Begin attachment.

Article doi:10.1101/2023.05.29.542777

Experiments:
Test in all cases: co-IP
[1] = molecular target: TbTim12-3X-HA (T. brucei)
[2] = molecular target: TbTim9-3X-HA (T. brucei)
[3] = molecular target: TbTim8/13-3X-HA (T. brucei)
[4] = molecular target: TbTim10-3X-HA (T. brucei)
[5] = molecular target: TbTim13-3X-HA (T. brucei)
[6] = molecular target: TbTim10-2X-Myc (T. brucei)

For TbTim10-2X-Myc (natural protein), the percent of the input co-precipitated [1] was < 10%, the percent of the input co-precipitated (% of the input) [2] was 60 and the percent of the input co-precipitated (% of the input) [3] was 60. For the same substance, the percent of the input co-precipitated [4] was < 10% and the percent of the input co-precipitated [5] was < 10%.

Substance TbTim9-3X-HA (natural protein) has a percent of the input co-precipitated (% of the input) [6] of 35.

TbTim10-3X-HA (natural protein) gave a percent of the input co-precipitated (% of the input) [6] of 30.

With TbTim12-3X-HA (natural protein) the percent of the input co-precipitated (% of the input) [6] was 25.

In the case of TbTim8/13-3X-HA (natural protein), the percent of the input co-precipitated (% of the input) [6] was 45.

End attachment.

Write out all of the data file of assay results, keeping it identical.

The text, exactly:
Article doi:10.1101/2023.05.29.542777

Experiments:
Test in all cases: co-IP
[1] = molecular target: TbTim12-3X-HA (T. brucei)
[2] = molecular target: TbTim9-3X-HA (T. brucei)
[3] = molecular target: TbTim8/13-3X-HA (T. brucei)
[4] = molecular target: TbTim10-3X-HA (T. brucei)
[5] = molecular target: TbTim13-3X-HA (T. brucei)
[6] = molecular target: TbTim10-2X-Myc (T. brucei)

For TbTim10-2X-Myc (natural protein), the percent of the input co-precipitated [1] was < 10%, the percent of the input co-precipitated (% of the input) [2] was 60 and the percent of the input co-precipitated (% of the input) [3] was 60. For the same substance, the percent of the input co-precipitated [4] was < 10% and the percent of the input co-precipitated [5] was < 10%.

Substance TbTim9-3X-HA (natural protein) has a percent of the input co-precipitated (% of the input) [6] of 35.

TbTim10-3X-HA (natural protein) gave a percent of the input co-precipitated (% of the input) [6] of 30.

With TbTim12-3X-HA (natural protein) the percent of the input co-precipitated (% of the input) [6] was 25.

In the case of TbTim8/13-3X-HA (natural protein), the percent of the input co-precipitated (% of the input) [6] was 45.